The Madras High Court slammed the Greater Chennai Corporation on Tuesday (November 9) questioning the civic body for failing to take adequate steps to prevent heavy flooding in the city even after the havoc witnessed during the devastating 2015 floods.
“It is such a pity that half the year, we are longing for water and for the rest of the half, we are dying in water…This cannot be the state of a leading state in the country,” said the Madras High Court bench of Chief Justice Sanjib Banerjee and Justice P D Audikesavalu. Even as several parts of the city continue to be inundated following heavy rains since Saturday, the bench asked the Greater Chennai Corporation (GCC) what they have been doing for the past six years to improve the situation.
The Court then went on to warn the GCC counsel that it would take up a suo motu PIL petition on the hardships being faced by residents due to waterlogging, if there is no improvement in the situation by the weekend.
The Bench was hearing a petition on maintaining adequate width of public roads in the State and another on alleged encroachments of water bodies. The Bench urged the GCC to remove the encroachment of water bodies, which is the major reason for the flooding, said a Business Line report.
Since the arrival of the northeast monsoon in Tamil Nadu last month, the state has recorded about 43 per cent rainfall above normal. Since Saturday, Chennai and several suburbs in Chengelpet, Kancheepuram and Tiruvallur districts have witnessed some of the heaviest rains. Predictably, most roads and bylanes are flooded and neighbourhoods are without power supply, said media reports.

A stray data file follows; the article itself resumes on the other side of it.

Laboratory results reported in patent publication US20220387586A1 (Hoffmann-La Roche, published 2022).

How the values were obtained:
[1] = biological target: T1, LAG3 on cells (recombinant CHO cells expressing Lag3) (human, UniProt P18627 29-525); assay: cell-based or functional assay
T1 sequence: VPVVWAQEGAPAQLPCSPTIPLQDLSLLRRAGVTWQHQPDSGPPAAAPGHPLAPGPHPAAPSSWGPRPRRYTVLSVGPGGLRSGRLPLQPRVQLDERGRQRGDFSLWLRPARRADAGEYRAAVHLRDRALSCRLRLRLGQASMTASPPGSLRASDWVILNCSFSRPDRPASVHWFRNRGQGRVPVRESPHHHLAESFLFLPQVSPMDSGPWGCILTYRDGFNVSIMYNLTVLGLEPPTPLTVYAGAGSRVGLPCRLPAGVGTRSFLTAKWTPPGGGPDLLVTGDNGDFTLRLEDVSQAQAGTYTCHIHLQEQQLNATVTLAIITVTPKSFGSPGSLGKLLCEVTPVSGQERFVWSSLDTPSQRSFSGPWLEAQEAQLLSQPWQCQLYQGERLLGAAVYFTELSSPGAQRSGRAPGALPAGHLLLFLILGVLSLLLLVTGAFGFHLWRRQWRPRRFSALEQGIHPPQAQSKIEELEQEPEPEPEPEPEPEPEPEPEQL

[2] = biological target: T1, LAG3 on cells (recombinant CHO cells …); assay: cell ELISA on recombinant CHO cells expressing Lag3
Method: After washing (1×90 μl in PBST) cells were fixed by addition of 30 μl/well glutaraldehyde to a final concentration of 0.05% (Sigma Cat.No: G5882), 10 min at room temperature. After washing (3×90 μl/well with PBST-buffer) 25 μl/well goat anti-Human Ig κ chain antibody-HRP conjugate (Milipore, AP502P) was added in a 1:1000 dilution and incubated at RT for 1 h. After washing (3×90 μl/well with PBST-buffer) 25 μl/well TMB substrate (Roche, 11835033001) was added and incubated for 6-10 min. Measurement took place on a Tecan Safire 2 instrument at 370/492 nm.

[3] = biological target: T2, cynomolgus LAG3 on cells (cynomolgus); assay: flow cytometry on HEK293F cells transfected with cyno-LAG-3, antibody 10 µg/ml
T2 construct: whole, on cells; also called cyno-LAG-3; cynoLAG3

Already, five people have died due to rain-related incidents in the state and over 260 huts and 70 houses have been damaged.
To clear waterlogging and subways, GCC has deployed 23,000 personnel. According to a PTI report, which quoted authorities, out of the 16 city subways that were flooded, water has been drained in 14 of them. Following the 2015 floods, the state and GCC had announced projects to improve the stormwater drain network in the city.
The Federal reported that in the 2020-2021 budget, the state had allocated the Chennai Corporation ₹3,000 crore for a comprehensive flood mitigation project. The project was said to be undertaken with the help of the World Bank and Asian Infrastructure Investment Bank. But despite massive budget allocations, it is unclear what kind of projects have been undertaken by the government to mitigate the impact of flooding in the state.
Chennai and its neighbouring districts are likely to face more days of intense rain and an alert has been issued for people living in low-lying areas in parts of the state.